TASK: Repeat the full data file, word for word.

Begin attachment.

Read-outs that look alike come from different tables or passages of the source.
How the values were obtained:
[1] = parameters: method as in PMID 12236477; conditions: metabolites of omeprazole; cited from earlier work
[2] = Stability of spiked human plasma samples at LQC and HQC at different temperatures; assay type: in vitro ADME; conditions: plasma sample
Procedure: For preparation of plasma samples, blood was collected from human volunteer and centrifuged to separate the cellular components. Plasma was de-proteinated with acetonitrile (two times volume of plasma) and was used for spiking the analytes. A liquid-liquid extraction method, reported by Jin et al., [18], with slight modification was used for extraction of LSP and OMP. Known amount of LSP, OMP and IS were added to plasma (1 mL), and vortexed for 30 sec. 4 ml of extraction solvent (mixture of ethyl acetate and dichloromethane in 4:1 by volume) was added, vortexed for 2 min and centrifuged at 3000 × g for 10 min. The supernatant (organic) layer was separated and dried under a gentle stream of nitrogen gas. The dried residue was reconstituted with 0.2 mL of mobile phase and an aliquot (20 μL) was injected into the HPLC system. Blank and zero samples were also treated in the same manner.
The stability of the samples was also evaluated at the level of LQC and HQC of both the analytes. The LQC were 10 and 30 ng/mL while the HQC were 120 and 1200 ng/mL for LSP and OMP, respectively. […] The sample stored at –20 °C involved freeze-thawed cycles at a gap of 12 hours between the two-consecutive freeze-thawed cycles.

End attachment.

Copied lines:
Read-outs that look alike come from different tables or passages of the source.
How the values were obtained:
[1] = parameters: method as in PMID 12236477; conditions: metabolites of omeprazole; cited from earlier work
[2] = Stability of spiked human plasma samples at LQC and HQC at different temperatures; assay type: in vitro ADME; conditions: plasma sample
Procedure: For preparation of plasma samples, blood was collected from human volunteer and centrifuged to separate the cellular components. Plasma was de-proteinated with acetonitrile (two times volume of plasma) and was used for spiking the analytes. A liquid-liquid extraction method, reported by Jin et al., [18], with slight modification was used for extraction of LSP and OMP. Known amount of LSP, OMP and IS were added to plasma (1 mL), and vortexed for 30 sec. 4 ml of extraction solvent (mixture of ethyl acetate and dichloromethane in 4:1 by volume) was added, vortexed for 2 min and centrifuged at 3000 × g for 10 min. The supernatant (organic) layer was separated and dried under a gentle stream of nitrogen gas. The dried residue was reconstituted with 0.2 mL of mobile phase and an aliquot (20 μL) was injected into the HPLC system. Blank and zero samples were also treated in the same manner.
The stability of the samples was also evaluated at the level of LQC and HQC of both the analytes. The LQC were 10 and 30 ng/mL while the HQC were 120 and 1200 ng/mL for LSP and OMP, respectively. […] The sample stored at –20 °C involved freeze-thawed cycles at a gap of 12 hours between the two-consecutive freeze-thawed cycles.